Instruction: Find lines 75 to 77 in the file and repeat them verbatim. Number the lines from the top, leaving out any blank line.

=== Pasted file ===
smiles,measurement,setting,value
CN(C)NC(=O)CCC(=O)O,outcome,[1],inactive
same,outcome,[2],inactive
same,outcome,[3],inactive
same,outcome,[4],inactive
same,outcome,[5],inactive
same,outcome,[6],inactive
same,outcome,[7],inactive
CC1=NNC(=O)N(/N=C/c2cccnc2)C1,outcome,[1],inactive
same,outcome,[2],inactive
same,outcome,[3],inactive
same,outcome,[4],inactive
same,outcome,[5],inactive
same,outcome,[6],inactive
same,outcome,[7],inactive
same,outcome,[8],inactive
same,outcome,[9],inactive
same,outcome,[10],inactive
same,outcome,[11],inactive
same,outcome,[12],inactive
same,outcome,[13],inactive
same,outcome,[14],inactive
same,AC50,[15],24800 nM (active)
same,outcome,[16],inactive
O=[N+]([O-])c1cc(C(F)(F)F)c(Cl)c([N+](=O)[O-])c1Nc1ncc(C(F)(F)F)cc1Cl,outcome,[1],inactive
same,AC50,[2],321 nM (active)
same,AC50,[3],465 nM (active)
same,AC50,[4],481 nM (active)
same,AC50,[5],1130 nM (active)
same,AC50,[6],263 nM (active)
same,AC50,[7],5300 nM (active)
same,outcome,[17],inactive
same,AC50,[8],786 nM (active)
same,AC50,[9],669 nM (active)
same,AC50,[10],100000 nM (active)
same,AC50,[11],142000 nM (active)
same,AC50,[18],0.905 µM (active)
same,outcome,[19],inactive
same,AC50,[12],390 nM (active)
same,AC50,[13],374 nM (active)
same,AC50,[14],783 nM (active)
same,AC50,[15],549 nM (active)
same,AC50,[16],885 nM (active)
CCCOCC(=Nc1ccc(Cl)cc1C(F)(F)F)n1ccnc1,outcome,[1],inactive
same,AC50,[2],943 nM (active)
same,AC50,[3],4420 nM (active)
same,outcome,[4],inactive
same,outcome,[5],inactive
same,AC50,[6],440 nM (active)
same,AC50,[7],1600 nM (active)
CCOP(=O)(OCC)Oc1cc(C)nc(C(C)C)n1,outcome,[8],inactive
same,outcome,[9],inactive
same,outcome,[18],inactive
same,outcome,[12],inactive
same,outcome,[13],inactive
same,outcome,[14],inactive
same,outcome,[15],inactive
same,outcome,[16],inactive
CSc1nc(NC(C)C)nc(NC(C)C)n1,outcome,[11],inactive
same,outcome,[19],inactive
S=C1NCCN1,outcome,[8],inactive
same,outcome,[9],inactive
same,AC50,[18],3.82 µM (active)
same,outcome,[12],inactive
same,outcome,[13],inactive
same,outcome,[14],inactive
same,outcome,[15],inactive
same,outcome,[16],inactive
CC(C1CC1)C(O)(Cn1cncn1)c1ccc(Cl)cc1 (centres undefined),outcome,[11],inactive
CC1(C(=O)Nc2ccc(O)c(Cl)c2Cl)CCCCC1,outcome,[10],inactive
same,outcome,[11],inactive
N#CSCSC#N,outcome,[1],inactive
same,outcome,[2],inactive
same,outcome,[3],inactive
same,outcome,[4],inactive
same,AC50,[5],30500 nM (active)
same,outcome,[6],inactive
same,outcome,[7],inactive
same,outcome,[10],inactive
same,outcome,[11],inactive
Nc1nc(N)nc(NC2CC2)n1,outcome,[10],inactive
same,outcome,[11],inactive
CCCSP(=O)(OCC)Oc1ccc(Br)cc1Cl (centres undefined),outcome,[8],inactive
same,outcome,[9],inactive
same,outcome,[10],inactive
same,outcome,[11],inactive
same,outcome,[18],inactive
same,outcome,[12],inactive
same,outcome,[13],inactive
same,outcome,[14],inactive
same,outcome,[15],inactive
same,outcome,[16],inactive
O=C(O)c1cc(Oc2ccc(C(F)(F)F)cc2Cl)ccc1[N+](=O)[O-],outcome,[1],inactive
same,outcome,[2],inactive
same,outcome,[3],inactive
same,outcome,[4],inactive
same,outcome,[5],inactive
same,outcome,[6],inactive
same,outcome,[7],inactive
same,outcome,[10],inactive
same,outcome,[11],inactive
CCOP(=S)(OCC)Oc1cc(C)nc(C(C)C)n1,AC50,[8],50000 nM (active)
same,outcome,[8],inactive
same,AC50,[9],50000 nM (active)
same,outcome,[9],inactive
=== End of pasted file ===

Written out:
same,outcome,[4],inactive
same,AC50,[5],30500 nM (active)
same,outcome,[6],inactive